Cash-strapped TopTV opens pornography case

TopTV chief executive Eddie Mbalo. (Gallo)

TopTV chief executive Eddie Mbalo. (Gallo)

The financially distressed TopTV wants to broadcast three pornographic channels, namely Playboy TV, Desire TV and Private Space. Independent Communications Authority of South Africa (Icasa) in 2012 blocked a previous attempt by TopTV to launch the channels, arguing, among other things, that the rights of women to equality and human dignity trumped the broadcaster’s right to freedom of expression. But TopTV came out fighting at public hearings at Icasa on Thursday.

“In a democracy, adult citizens are free to make the choices that suit them within the rule of law,” said chief executive Eddie Mbalo. “It is not the role of the state, the church, or any other body to dictate to people how they behave, as long as no one is harmed in the process.”

Mbalo pointed to statistics purporting to show that a majority (71%) of respondents polled in a survey – 501 respondents were TopTV subscribers – indicated that they agreed that adults had the “right to watch pornography” in the privacy of their homes. A further 51% indicated they were likely to subscribe to an adult channel.

“The content does not contravene law on hate speech or incitement to violence. There is no law prohibiting the proposed adult content. In fact, we will show that refusal of channel authorisation would be unlawful and unconstitutional,” Mbalo said.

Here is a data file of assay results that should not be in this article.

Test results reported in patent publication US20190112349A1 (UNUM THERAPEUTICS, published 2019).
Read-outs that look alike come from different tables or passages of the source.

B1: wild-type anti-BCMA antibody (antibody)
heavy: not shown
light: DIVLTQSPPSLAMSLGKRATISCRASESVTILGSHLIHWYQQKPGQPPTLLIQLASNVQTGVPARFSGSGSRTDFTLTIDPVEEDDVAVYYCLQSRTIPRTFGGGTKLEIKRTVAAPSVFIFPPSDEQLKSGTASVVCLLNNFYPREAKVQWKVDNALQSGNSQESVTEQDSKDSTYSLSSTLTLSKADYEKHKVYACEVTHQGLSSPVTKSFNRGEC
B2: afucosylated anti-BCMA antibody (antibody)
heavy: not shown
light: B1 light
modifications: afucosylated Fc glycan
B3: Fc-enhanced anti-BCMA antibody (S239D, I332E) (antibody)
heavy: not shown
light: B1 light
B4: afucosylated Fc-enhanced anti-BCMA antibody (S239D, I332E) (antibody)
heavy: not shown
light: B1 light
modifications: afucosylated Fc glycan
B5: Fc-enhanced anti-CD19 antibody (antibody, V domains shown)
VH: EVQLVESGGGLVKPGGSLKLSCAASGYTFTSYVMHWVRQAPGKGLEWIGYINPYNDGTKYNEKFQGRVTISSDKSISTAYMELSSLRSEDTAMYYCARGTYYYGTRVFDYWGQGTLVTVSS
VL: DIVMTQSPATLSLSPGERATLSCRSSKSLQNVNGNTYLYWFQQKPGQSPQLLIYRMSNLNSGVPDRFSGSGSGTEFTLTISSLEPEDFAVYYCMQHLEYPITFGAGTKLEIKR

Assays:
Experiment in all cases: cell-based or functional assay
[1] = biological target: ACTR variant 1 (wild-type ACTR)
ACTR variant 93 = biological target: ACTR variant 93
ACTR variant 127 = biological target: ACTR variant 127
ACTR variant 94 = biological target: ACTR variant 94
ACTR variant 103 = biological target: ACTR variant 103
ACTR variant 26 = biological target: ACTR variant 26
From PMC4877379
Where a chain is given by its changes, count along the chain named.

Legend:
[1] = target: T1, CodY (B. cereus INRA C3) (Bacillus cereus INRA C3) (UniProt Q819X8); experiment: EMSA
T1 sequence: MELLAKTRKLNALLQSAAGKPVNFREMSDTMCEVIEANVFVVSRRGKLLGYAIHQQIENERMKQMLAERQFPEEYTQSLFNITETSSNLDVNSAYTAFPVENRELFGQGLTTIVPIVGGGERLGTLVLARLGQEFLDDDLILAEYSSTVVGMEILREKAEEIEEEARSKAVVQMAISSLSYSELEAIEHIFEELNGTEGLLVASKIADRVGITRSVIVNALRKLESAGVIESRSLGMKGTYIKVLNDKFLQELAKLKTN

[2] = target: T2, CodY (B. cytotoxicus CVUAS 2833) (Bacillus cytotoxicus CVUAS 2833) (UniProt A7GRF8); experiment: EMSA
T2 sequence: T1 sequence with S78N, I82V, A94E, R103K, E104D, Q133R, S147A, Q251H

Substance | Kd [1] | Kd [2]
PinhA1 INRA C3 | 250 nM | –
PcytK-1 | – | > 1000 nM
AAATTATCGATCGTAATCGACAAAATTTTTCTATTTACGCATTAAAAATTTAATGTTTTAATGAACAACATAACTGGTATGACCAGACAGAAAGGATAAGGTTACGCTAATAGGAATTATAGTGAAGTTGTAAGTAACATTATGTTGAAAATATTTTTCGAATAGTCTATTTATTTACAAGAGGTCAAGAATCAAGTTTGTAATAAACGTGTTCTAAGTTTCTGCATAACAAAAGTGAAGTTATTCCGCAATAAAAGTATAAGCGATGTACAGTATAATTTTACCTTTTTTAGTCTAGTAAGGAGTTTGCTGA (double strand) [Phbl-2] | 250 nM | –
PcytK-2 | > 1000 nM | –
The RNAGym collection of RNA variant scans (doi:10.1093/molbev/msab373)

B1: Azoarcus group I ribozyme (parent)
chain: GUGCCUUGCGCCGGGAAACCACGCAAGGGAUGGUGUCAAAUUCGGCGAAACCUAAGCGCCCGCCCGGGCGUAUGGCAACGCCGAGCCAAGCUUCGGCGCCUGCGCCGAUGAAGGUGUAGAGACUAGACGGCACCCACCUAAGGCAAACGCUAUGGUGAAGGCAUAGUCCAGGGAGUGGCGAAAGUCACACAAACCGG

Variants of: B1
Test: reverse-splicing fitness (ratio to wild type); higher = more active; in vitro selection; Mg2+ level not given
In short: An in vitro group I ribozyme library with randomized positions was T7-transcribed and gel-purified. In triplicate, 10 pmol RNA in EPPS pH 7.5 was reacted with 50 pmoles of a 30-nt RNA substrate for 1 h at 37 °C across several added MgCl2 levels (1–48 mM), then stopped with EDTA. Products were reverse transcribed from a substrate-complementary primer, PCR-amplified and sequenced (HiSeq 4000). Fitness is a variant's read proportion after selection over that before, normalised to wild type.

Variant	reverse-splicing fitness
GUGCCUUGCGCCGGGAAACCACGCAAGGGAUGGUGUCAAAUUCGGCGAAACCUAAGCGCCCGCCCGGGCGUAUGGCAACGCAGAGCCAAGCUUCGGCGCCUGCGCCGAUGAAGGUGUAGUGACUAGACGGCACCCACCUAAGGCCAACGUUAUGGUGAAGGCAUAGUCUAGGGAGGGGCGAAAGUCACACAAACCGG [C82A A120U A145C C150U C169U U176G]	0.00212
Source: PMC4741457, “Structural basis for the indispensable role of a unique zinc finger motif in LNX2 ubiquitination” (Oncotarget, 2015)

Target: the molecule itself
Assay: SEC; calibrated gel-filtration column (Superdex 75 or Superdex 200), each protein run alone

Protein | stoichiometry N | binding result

In addition, TopTV argued that it had systems in place – including mandatory pin codes – so that children would not be able to access the material.

He also added that TopTV had decided to narrow its application to the effect that it would only broadcast the channels during the “watershed period” between 8pm and 5am. In addition, the channels would not be available to prepaid customers but rather only to contract viewers. There were also checks and balances to ensure subscribers were over 18 years of age.

‘Kick-start ODM’s recovery’
Although TopTV is in financial difficulty, it argued at the Icasa hearings that it did not regard adult content as a “panacea” to solve its financial problems. “But it is a lucrative segment that could kick-start ODM’s recovery.”

In 2012, the company’s management team decided to seek a “business rescue” under section 129 of the New Companies Act. This, it said at the time, would provide a “protective bubble” around it and “buy it some time to complete the search for a strategic equity partner”.

Several lobby groups, including Christian groupings, were scheduled to make presentations arguing against TopTV’s application during Thursday’s hearings. – Tech Central NewsCentral Media



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